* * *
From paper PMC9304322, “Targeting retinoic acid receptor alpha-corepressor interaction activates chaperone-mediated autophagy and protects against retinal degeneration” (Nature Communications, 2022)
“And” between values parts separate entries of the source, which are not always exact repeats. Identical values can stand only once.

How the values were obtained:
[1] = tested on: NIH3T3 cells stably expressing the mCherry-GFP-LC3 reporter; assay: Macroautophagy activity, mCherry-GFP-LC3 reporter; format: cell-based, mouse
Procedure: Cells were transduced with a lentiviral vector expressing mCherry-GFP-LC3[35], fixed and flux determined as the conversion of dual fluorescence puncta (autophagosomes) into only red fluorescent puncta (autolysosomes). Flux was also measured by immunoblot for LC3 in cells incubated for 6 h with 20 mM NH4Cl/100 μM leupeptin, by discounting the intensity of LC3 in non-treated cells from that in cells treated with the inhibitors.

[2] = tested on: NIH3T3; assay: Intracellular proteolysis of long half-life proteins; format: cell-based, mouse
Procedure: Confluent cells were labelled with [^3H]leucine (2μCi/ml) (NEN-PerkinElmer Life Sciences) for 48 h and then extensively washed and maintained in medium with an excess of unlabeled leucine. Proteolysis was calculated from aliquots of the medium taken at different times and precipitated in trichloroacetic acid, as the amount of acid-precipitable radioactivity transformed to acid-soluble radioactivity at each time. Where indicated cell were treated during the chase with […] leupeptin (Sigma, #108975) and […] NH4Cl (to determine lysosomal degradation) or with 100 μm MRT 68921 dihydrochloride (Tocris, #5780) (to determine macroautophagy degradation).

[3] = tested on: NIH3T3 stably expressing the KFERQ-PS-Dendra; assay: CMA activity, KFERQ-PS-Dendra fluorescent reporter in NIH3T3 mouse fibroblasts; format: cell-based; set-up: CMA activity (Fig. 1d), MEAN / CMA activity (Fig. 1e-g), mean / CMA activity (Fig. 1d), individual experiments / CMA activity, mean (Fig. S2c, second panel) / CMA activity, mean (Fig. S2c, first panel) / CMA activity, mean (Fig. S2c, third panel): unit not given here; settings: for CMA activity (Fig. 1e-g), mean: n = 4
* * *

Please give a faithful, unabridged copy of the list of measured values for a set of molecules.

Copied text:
From paper PMC9304322, “Targeting retinoic acid receptor alpha-corepressor interaction activates chaperone-mediated autophagy and protects against retinal degeneration” (Nature Communications, 2022)
“And” between values parts separate entries of the source, which are not always exact repeats. Identical values can stand only once.

How the values were obtained:
[1] = tested on: NIH3T3 cells stably expressing the mCherry-GFP-LC3 reporter; assay: Macroautophagy activity, mCherry-GFP-LC3 reporter; format: cell-based, mouse
Procedure: Cells were transduced with a lentiviral vector expressing mCherry-GFP-LC3[35], fixed and flux determined as the conversion of dual fluorescence puncta (autophagosomes) into only red fluorescent puncta (autolysosomes). Flux was also measured by immunoblot for LC3 in cells incubated for 6 h with 20 mM NH4Cl/100 μM leupeptin, by discounting the intensity of LC3 in non-treated cells from that in cells treated with the inhibitors.

[2] = tested on: NIH3T3; assay: Intracellular proteolysis of long half-life proteins; format: cell-based, mouse
Procedure: Confluent cells were labelled with [^3H]leucine (2μCi/ml) (NEN-PerkinElmer Life Sciences) for 48 h and then extensively washed and maintained in medium with an excess of unlabeled leucine. Proteolysis was calculated from aliquots of the medium taken at different times and precipitated in trichloroacetic acid, as the amount of acid-precipitable radioactivity transformed to acid-soluble radioactivity at each time. Where indicated cell were treated during the chase with […] leupeptin (Sigma, #108975) and […] NH4Cl (to determine lysosomal degradation) or with 100 μm MRT 68921 dihydrochloride (Tocris, #5780) (to determine macroautophagy degradation).

[3] = tested on: NIH3T3 stably expressing the KFERQ-PS-Dendra; assay: CMA activity, KFERQ-PS-Dendra fluorescent reporter in NIH3T3 mouse fibroblasts; format: cell-based; set-up: CMA activity (Fig. 1d), MEAN / CMA activity (Fig. 1e-g), mean / CMA activity (Fig. 1d), individual experiments / CMA activity, mean (Fig. S2c, second panel) / CMA activity, mean (Fig. S2c, first panel) / CMA activity, mean (Fig. S2c, third panel): unit not given here; settings: for CMA activity (Fig. 1e-g), mean: n = 4